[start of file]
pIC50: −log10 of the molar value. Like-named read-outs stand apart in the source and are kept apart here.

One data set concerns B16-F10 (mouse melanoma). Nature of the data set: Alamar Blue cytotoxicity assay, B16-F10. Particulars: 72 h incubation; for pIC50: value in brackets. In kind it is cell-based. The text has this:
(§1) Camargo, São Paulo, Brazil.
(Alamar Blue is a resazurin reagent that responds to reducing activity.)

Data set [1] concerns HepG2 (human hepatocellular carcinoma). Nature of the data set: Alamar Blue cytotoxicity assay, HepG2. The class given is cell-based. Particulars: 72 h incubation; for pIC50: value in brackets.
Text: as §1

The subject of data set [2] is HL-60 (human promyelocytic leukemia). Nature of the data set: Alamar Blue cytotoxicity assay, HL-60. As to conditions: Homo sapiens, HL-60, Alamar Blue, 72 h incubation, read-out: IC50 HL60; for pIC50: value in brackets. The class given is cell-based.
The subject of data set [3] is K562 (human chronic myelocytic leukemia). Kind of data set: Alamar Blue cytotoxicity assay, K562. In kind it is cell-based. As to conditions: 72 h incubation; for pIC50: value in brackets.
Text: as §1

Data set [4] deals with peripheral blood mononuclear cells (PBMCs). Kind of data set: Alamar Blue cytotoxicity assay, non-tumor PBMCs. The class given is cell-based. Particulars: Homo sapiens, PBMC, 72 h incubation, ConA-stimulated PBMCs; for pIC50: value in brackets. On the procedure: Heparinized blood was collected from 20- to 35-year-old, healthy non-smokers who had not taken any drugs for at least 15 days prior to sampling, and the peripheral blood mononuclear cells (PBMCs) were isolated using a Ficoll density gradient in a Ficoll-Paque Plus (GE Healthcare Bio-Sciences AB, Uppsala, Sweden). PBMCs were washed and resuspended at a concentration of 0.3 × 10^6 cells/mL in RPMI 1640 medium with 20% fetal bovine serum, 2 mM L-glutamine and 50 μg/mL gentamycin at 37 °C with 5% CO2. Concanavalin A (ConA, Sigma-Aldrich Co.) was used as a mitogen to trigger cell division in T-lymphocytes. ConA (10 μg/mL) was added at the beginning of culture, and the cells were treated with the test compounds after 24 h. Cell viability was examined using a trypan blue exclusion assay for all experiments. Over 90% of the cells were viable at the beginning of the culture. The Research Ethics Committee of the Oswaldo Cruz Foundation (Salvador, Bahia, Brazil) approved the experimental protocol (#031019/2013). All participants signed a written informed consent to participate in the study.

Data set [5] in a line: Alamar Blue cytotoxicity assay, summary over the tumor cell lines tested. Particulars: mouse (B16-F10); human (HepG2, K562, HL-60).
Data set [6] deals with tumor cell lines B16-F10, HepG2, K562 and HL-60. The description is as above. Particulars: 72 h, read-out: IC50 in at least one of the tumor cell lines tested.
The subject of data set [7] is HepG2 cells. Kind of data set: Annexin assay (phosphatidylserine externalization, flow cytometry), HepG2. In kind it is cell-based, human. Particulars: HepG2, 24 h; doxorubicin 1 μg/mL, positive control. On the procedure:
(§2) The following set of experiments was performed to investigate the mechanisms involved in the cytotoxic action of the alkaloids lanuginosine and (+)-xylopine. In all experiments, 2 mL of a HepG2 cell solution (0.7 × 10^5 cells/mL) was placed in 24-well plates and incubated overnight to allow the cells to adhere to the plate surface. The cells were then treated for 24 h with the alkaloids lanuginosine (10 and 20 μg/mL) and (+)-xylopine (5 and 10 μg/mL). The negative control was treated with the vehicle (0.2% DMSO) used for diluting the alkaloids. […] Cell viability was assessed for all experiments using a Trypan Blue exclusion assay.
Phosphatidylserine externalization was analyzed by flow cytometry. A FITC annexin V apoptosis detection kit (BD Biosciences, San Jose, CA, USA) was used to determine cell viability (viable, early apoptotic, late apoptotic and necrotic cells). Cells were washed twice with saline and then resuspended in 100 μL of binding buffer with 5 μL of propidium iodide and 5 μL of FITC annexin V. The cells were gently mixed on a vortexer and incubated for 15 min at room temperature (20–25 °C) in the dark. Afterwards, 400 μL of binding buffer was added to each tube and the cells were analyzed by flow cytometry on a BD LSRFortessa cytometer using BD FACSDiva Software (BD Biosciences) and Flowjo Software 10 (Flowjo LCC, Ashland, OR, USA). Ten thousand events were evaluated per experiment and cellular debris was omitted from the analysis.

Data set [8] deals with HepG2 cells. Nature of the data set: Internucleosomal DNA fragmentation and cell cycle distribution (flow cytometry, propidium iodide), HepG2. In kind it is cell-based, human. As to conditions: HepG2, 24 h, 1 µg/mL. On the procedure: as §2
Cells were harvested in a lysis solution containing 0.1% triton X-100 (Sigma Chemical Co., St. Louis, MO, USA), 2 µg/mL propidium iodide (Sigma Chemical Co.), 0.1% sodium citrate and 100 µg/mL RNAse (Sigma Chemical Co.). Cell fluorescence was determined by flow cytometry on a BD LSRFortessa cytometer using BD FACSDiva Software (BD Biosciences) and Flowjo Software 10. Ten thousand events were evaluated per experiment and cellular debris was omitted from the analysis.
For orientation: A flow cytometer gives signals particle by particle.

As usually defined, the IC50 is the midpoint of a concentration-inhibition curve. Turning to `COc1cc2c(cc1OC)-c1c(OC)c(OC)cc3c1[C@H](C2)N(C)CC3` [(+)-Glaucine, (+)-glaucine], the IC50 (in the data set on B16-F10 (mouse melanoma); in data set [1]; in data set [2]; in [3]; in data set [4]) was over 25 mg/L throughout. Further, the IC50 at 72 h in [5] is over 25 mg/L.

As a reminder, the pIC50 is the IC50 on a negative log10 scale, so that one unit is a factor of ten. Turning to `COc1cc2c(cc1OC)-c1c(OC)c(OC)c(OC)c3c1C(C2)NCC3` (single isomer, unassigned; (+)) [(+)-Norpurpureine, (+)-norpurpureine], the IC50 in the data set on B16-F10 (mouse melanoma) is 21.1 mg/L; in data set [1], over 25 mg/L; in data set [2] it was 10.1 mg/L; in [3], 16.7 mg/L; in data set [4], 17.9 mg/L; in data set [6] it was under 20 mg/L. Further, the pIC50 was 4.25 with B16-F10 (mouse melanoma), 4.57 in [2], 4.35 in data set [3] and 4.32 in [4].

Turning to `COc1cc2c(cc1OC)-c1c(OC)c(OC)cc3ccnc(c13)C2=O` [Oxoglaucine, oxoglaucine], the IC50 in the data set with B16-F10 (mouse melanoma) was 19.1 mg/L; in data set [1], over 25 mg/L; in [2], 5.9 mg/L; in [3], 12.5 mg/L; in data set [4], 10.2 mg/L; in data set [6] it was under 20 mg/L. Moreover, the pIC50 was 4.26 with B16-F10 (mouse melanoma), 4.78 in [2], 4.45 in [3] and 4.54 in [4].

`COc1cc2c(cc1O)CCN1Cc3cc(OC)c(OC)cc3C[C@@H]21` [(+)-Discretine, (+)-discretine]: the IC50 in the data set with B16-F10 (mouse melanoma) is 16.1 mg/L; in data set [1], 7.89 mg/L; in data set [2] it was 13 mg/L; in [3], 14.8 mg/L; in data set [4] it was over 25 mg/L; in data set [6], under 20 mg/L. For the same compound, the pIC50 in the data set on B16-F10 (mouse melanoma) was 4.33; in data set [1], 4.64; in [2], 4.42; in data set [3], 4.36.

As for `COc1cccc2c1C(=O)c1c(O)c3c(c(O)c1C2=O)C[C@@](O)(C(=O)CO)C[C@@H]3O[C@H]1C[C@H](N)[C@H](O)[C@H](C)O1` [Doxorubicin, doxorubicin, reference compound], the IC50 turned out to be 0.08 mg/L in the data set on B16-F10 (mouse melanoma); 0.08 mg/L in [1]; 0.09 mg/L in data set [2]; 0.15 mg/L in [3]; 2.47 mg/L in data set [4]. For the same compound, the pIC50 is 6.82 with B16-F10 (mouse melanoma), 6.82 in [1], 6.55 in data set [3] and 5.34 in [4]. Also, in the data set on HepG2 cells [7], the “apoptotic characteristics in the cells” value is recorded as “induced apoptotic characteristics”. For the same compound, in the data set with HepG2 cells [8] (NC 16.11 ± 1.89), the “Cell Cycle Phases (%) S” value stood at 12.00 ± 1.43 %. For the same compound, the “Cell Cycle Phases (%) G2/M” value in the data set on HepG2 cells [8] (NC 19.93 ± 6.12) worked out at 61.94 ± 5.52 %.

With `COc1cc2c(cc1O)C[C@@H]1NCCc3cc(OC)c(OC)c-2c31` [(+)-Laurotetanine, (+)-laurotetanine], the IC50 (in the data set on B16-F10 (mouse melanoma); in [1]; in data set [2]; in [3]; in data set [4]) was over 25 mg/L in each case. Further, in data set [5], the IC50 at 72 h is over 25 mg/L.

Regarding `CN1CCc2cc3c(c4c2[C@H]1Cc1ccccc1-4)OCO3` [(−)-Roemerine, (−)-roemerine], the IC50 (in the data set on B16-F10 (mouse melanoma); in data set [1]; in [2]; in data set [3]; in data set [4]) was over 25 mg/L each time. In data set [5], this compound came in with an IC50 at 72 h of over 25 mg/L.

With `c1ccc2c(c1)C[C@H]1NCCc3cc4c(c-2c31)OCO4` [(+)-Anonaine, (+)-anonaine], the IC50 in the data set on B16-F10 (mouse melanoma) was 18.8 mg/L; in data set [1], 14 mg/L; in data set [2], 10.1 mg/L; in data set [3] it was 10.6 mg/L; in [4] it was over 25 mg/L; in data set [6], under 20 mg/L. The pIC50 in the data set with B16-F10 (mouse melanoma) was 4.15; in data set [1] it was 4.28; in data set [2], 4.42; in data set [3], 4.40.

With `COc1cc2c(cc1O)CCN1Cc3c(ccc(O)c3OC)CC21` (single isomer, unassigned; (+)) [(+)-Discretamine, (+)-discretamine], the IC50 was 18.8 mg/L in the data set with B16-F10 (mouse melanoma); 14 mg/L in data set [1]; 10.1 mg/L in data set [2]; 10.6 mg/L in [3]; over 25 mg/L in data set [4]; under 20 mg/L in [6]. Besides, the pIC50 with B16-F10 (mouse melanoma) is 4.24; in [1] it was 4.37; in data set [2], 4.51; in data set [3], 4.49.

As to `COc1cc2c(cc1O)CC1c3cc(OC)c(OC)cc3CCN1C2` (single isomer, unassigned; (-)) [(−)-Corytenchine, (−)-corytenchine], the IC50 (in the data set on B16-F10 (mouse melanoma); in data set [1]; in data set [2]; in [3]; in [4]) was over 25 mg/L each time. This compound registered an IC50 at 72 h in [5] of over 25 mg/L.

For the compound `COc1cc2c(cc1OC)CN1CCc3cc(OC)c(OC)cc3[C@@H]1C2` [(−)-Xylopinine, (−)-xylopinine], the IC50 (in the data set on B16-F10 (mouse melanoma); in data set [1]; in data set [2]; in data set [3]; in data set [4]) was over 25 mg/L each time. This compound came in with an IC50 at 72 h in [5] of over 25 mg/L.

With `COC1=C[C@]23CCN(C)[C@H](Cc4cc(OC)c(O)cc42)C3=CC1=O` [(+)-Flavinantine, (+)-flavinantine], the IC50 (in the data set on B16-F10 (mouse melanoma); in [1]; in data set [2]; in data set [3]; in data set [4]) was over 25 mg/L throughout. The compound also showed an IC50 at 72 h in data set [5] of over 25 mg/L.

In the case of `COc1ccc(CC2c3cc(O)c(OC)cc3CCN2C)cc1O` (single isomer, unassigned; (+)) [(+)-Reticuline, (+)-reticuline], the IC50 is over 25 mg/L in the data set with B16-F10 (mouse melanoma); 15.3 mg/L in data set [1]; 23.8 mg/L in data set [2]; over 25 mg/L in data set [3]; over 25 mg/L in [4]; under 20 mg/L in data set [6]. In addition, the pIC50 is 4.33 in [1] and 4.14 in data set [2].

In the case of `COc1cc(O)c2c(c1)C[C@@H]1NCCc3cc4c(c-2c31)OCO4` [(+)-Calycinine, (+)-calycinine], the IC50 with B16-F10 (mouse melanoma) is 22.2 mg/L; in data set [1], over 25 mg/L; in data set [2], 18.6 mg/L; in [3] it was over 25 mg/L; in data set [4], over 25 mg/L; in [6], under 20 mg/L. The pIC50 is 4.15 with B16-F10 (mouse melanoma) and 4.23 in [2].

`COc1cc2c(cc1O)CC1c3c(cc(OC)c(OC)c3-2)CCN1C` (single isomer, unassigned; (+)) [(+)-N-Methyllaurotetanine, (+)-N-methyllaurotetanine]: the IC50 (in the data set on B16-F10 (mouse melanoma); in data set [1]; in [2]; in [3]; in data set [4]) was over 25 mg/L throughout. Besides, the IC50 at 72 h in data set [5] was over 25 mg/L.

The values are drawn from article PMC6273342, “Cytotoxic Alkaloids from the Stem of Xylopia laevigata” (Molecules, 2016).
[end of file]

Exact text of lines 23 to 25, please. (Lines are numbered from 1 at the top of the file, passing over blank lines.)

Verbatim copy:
As for `COc1cccc2c1C(=O)c1c(O)c3c(c(O)c1C2=O)C[C@@](O)(C(=O)CO)C[C@@H]3O[C@H]1C[C@H](N)[C@H](O)[C@H](C)O1` [Doxorubicin, doxorubicin, reference compound], the IC50 turned out to be 0.08 mg/L in the data set on B16-F10 (mouse melanoma); 0.08 mg/L in [1]; 0.09 mg/L in data set [2]; 0.15 mg/L in [3]; 2.47 mg/L in data set [4]. For the same compound, the pIC50 is 6.82 with B16-F10 (mouse melanoma), 6.82 in [1], 6.55 in data set [3] and 5.34 in [4]. Also, in the data set on HepG2 cells [7], the “apoptotic characteristics in the cells” value is recorded as “induced apoptotic characteristics”. For the same compound, in the data set with HepG2 cells [8] (NC 16.11 ± 1.89), the “Cell Cycle Phases (%) S” value stood at 12.00 ± 1.43 %. For the same compound, the “Cell Cycle Phases (%) G2/M” value in the data set on HepG2 cells [8] (NC 19.93 ± 6.12) worked out at 61.94 ± 5.52 %.

With `COc1cc2c(cc1O)C[C@@H]1NCCc3cc(OC)c(OC)c-2c31` [(+)-Laurotetanine, (+)-laurotetanine], the IC50 (in the data set on B16-F10 (mouse melanoma); in [1]; in data set [2]; in [3]; in data set [4]) was over 25 mg/L in each case. Further, in data set [5], the IC50 at 72 h is over 25 mg/L.

Regarding `CN1CCc2cc3c(c4c2[C@H]1Cc1ccccc1-4)OCO3` [(−)-Roemerine, (−)-roemerine], the IC50 (in the data set on B16-F10 (mouse melanoma); in data set [1]; in [2]; in data set [3]; in data set [4]) was over 25 mg/L each time. In data set [5], this compound came in with an IC50 at 72 h of over 25 mg/L.